SC Magazine

Passwords, passphrases and past caring

First: a link to another article  for SC Magazine's Cybercrime Corner on password issues: Good passwords are no joke. However good your password is, your privacy still depends on rational implementation by the service provider. Also, one of the articles that sparked off that particular post: ESET Ireland's excellent blog post on a survey carried

Boys will be boys…

…whatever the hacker community’s personal taste is in games and consoles, gamers are a tempting target…

Scams and the Beautiful Game

We like to give you plenty of warning when we suspect that something unpleasant is coming down the pike, even if it's just one of those likely bursts of Black Hat SEO (web search poisoning) that come with a media-friendly event. Still, I suspect that if I told you we expect lots of malicious activity

More Cybercrime Corner articles

Recent additions to SCMagazine's Cybercrime Corner blog include: "Password strategies: Who goes there?" by David Harley, May 23, 2011 Password selection usually involves compromise, but even a short password can be reasonably strong and still memorable. This follows up at some length on a previous ESET blog by Paul Laudanski. "Fighting cybercrime" by Randy Abrams,

Cybercrime corner

… I haven’t recently posted any pointers to our content on SC Magazine’s Cybercrime Corner, and now might be a good time to recap on what Randy and I have been posting there this month (so far…) …

AV Numbers Game

…I would suggest that you take any statement like “Grottyscan AntiVirus is best because it detects 200 million viruses” with a pinch of salt. Actually, a whole salt mine…

CIPAV Spyware: Hiding in Plain Sight?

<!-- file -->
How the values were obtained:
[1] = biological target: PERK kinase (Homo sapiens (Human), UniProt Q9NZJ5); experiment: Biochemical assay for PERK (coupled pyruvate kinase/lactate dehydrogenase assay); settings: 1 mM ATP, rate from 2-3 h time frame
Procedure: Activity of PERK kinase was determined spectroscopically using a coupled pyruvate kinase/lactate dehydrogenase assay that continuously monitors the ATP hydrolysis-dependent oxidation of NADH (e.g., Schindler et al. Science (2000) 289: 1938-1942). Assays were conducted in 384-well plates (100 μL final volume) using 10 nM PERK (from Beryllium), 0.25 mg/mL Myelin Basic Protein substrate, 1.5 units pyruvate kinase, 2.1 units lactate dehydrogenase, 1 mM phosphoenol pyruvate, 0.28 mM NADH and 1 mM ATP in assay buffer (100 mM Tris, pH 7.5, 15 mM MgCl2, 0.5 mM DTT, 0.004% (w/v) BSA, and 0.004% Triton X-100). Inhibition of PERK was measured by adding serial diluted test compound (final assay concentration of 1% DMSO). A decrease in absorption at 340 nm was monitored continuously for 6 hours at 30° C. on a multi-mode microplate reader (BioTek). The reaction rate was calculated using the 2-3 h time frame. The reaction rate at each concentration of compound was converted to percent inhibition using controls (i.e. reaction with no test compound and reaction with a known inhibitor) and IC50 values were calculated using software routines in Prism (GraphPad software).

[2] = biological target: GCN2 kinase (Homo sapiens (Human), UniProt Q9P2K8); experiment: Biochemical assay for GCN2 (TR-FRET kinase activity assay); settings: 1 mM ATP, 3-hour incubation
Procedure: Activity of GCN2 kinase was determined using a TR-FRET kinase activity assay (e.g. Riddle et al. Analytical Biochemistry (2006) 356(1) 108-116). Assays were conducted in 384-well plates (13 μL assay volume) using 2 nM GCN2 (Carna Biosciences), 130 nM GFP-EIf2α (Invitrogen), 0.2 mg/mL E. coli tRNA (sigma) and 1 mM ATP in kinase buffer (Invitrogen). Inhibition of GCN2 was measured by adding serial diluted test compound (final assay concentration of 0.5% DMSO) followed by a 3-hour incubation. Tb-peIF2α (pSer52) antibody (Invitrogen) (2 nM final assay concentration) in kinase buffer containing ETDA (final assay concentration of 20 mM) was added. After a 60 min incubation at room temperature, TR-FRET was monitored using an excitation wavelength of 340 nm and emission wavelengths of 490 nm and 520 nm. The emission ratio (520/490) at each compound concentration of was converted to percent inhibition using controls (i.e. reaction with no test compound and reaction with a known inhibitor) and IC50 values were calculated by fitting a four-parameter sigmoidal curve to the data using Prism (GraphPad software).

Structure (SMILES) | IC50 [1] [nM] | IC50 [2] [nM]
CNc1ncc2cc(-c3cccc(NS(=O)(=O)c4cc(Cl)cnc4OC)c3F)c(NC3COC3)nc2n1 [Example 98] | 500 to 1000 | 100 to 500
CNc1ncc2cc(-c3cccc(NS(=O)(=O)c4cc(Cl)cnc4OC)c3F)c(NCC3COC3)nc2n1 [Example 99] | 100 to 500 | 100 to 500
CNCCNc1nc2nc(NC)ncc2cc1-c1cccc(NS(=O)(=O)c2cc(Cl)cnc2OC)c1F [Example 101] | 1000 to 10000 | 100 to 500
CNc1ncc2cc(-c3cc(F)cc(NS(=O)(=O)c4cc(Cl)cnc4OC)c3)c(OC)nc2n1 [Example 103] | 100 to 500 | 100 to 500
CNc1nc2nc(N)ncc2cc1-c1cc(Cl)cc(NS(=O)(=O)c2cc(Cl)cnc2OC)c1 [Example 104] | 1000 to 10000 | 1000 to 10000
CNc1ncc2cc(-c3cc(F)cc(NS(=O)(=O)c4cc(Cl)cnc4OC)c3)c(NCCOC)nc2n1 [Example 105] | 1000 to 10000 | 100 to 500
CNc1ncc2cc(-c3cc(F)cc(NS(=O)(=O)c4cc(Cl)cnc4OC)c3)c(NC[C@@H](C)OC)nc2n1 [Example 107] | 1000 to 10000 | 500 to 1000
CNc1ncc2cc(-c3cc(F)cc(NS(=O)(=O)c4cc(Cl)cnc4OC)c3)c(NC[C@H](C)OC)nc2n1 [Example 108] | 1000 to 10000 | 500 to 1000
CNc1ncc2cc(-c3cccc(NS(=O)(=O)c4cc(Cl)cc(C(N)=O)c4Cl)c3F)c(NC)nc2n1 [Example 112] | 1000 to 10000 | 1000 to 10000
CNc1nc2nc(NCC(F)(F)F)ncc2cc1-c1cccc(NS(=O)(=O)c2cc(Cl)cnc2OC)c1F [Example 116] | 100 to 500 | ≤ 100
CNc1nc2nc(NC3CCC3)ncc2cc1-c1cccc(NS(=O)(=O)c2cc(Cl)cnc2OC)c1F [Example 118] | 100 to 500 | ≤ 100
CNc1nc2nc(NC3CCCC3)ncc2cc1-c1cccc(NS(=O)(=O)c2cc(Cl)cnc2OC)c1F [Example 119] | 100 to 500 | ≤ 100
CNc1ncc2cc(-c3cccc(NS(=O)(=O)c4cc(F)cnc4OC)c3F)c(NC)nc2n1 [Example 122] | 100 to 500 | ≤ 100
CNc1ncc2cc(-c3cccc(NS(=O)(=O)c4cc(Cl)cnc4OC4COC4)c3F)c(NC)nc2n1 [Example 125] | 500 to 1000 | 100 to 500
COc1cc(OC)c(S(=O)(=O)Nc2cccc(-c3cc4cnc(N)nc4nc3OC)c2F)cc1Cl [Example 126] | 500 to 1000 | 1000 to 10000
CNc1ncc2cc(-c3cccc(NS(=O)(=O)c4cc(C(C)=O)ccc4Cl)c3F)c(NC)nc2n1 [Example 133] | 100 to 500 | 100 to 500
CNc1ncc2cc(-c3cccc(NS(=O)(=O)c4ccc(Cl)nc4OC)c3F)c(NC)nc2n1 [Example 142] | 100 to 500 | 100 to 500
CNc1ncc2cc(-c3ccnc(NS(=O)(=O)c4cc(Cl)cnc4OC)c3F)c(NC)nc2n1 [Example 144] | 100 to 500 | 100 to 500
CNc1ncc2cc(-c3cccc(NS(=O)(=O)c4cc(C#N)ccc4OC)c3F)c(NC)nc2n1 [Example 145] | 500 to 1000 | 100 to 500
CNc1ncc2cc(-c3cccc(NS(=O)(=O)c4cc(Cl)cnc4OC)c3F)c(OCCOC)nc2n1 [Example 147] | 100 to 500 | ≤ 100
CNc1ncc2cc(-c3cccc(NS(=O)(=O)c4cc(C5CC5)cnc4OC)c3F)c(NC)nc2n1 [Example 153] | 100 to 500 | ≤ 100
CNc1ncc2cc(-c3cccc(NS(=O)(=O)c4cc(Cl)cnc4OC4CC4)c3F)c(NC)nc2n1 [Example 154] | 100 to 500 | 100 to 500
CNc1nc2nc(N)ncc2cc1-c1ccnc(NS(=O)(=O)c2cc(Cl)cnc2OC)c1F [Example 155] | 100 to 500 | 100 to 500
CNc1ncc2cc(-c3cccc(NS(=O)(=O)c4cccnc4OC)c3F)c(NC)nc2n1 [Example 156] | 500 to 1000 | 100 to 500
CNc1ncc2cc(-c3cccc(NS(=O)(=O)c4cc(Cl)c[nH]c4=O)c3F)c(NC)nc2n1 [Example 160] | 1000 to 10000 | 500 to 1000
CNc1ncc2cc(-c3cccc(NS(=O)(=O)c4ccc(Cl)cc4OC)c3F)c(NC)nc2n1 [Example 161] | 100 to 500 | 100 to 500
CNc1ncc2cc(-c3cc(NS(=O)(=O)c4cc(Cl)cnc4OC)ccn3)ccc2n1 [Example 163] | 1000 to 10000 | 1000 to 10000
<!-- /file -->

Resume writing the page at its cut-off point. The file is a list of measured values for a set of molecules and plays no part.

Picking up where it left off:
CIPAV, the "Computer and Internet Protocol Address Verifier" spyware apparently used by the FBI to monitor activity on the computers of suspects, may not seem the hottest news item around: in fact, my friend and former colleague Craig Johnston and I put together a paper – Please Police Me - on the issues involved with policeware versus

Posted today at SC Magazine Cybercrime Corner

Plenty more (potential) phish in the C:: The consequences of the Epsilon breach may have been a little overstated, but the Texas data exposures are far from trivial. Every picture tells a story: Your smartphone might be giving away more information than you really want to share. David Harley CITP FBCS CISSP ESET Senior Research

AMTSO and RSA

Before I started today’s flurry of blogs, I was uncharacteristically quiet: first I was at an AMTSO event in San Mateo, then at RSA in San Francisco…

Keyloggers in the Library

If you found my recent post on Public Access PCs Booby-Trapped of any use, you may also find a follow-up article by SC Magazine's Dan Raywood of interest. The article on Keyloggers found plugged into library computers quotes some further thoughts I sent him in a subsequent exchange of email, and also quotes Wilmslow police inspector Matt

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